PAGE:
Historic Landmarks Commission Discusses Lease of Opera House to the Foundation

At the March 27th meeting of the Pocahontas County Historic Landmarks Commission, there was a discussion with the Pocahontas County Opera House Foundation’s Operations Manager, Brynn Kusic, about maintenance needs at the Opera House. The Landmarks Commission owns the Opera House while the Opera House Foundation operates it and schedules the performances there. There was a suggestion made that instead of having the Foundation come to the Landmarks Commission each time a minor repair or maintenance issue arises, perhaps the Landmarks commission should establish a maintenance fund which the Foundation can draw on to pay for those themselves. That discussion led the Landmark Commission members to conclude that perhaps there should be an official written lease between the Landmarks commission and the Opera House Foundation, and then a maintenance fund could be established. Although there was no official vote on this at the meeting, all of the members seemed to like the idea of a lease, as did Brynn Kusic.

Some of the maintenance issues at the Opera House which were mentioned included the repair or replacement of the exit signs, interior painting, and window treatments. The members also discussed the possibility of building of an office for the Foundation upstairs where the Landmarks Commission could also keep a filing cabinet or two for records storage.

Kusic announced that this year marks the twenty-five-year anniversary of the Opera House Foundation’s Performance Series at the Opera House.

In other matters, Brad Hertko volunteered to design an official letterhead for the Historic Landmarks Commission.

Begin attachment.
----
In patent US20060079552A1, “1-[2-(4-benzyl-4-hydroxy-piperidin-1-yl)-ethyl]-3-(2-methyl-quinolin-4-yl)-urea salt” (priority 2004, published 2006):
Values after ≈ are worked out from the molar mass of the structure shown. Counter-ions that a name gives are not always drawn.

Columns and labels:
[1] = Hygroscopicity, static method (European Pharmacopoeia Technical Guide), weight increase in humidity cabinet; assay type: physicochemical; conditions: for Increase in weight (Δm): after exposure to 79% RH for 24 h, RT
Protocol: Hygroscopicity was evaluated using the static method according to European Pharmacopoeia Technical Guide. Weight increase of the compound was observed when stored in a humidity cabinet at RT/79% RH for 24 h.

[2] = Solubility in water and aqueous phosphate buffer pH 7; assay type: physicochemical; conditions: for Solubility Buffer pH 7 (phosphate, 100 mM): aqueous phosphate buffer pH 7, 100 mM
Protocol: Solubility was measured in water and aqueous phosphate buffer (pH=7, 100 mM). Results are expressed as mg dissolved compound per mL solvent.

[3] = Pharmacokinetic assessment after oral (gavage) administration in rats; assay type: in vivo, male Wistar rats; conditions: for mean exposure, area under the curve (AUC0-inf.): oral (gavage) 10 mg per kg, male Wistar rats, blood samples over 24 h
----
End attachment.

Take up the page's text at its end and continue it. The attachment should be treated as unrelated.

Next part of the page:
Landmark Chairman Jason Bauserman said that the Upper Pocahontas Community Coalition has been recording detailed interviews with former employees of the Howes Tannery in Frank. They hope to preserve those memories and stories for future generations.

Landmark’s member Tim Wade talked about the restoration of the Old County Clerk’s Office in Huntersville. He said the contractor, Frank Unger, has repaired the rafters, stabilized the brick exterior walls and has ordered additional historically accurate matching bricks. Wade said they are about 1/3 complete and hope to have the building fully restored in time for the celebration of West Virginia Day in June.

Bob Sheets displaying 18th Century Indian Trade Musket to Pocahontas County Historic Landmarks Commission members.

Member Bob Sheets talked about the event he is holding at the Revolutionary era Fort Warwick on June 22nd and 23rd. The event, which is open to the public, will feature an herbalist and an artist who does archaeological drawings, as well as tours of the fort’s archeological project. Sheets also brought a replica Native American Trade Musket, similar to those used from 1774 to 1783.  The metal plate on the gun was actually excavated from the site of Fort Warwick.

Story By

Tim Walker

Tim is the WVMR News Reporter. Tim is a native of Maryland who started coming to Pocahontas County in the 1970’s as a caver. He bought land on Droop Mountain off Jacox Road in 1976 and built a small house there in the early 80’s. While still working in Maryland, Tim spent much time at his place which is located on the Friars Hole Cave Preserve. Retiring in 2011 as a Lieutenant with the Anne Arundel County Police Department in Maryland, Tim finally took the plunge and moved from Maryland to his real home on Droop Mountain. He began working as the Pocahontas County Reporter for Allegheny Mountain Radio in January of 2015.

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